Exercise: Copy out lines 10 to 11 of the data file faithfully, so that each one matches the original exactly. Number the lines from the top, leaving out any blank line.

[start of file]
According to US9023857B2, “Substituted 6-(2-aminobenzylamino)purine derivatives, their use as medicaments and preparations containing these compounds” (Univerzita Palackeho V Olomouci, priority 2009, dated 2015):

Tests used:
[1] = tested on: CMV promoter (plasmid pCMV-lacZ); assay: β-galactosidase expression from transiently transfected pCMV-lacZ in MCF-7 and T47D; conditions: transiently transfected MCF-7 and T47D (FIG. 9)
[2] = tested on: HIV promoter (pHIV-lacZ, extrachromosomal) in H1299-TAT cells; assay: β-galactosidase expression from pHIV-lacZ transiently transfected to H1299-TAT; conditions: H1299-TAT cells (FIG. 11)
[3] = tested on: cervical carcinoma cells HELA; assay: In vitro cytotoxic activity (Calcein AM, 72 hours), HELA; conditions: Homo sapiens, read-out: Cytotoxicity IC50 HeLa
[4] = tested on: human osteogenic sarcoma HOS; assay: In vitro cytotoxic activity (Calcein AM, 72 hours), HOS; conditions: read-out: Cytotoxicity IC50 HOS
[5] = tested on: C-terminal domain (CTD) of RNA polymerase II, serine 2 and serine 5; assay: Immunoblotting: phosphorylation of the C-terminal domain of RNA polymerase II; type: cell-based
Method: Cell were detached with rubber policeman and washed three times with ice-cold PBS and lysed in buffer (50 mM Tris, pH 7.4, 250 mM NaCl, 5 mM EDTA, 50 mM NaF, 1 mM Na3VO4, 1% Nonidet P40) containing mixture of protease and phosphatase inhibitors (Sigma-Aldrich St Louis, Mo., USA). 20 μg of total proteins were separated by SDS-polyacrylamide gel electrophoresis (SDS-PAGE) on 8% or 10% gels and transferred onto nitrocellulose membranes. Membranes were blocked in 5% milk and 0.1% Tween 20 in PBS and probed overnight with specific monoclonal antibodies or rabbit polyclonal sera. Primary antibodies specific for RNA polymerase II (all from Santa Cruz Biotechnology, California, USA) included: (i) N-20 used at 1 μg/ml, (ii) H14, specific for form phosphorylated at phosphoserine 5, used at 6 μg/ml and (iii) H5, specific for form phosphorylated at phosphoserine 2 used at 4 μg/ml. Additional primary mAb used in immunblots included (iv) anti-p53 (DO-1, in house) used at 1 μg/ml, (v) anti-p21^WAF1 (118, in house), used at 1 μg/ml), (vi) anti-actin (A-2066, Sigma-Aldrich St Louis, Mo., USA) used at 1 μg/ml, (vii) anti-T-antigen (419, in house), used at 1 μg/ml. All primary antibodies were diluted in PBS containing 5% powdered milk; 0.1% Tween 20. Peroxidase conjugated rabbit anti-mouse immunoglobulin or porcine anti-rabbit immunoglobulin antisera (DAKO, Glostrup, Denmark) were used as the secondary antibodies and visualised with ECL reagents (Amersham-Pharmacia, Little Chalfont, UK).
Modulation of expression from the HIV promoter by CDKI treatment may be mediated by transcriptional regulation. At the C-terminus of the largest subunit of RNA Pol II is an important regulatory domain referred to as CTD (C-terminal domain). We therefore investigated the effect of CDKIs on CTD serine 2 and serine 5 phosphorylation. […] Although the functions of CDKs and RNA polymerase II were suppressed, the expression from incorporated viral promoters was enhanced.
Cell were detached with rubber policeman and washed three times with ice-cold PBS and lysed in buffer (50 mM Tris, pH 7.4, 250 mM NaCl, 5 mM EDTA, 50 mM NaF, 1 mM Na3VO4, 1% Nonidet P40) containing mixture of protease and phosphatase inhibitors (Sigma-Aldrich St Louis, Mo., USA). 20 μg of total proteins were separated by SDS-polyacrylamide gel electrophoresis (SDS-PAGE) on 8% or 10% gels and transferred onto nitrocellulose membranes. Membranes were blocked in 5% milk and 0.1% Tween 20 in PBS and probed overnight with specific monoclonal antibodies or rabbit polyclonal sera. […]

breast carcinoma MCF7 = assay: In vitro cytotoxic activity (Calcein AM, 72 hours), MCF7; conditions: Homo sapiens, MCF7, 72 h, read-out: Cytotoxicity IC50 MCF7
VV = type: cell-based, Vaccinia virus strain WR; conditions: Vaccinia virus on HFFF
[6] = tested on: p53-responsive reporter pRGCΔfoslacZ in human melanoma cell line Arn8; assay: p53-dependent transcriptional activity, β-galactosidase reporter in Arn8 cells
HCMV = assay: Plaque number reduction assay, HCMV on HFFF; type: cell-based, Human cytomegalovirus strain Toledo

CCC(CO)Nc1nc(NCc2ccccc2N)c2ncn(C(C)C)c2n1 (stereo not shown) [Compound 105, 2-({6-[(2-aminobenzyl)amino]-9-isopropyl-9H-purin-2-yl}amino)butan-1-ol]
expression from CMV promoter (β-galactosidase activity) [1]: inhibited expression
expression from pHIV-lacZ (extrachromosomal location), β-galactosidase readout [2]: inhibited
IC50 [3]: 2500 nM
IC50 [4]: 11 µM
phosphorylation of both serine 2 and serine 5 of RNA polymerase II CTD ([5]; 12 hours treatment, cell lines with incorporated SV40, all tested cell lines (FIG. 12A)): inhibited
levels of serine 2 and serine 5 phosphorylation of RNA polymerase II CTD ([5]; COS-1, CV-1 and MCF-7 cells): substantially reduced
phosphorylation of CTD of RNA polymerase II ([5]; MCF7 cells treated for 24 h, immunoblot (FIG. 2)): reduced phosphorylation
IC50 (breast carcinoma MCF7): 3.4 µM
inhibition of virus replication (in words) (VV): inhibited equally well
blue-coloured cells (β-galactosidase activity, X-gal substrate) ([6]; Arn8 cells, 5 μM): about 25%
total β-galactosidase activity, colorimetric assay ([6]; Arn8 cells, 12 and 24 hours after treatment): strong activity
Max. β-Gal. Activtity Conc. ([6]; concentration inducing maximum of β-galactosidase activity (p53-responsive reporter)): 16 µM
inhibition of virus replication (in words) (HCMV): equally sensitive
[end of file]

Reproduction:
Cell were detached with rubber policeman and washed three times with ice-cold PBS and lysed in buffer (50 mM Tris, pH 7.4, 250 mM NaCl, 5 mM EDTA, 50 mM NaF, 1 mM Na3VO4, 1% Nonidet P40) containing mixture of protease and phosphatase inhibitors (Sigma-Aldrich St Louis, Mo., USA). 20 μg of total proteins were separated by SDS-polyacrylamide gel electrophoresis (SDS-PAGE) on 8% or 10% gels and transferred onto nitrocellulose membranes. Membranes were blocked in 5% milk and 0.1% Tween 20 in PBS and probed overnight with specific monoclonal antibodies or rabbit polyclonal sera. […]

breast carcinoma MCF7 = assay: In vitro cytotoxic activity (Calcein AM, 72 hours), MCF7; conditions: Homo sapiens, MCF7, 72 h, read-out: Cytotoxicity IC50 MCF7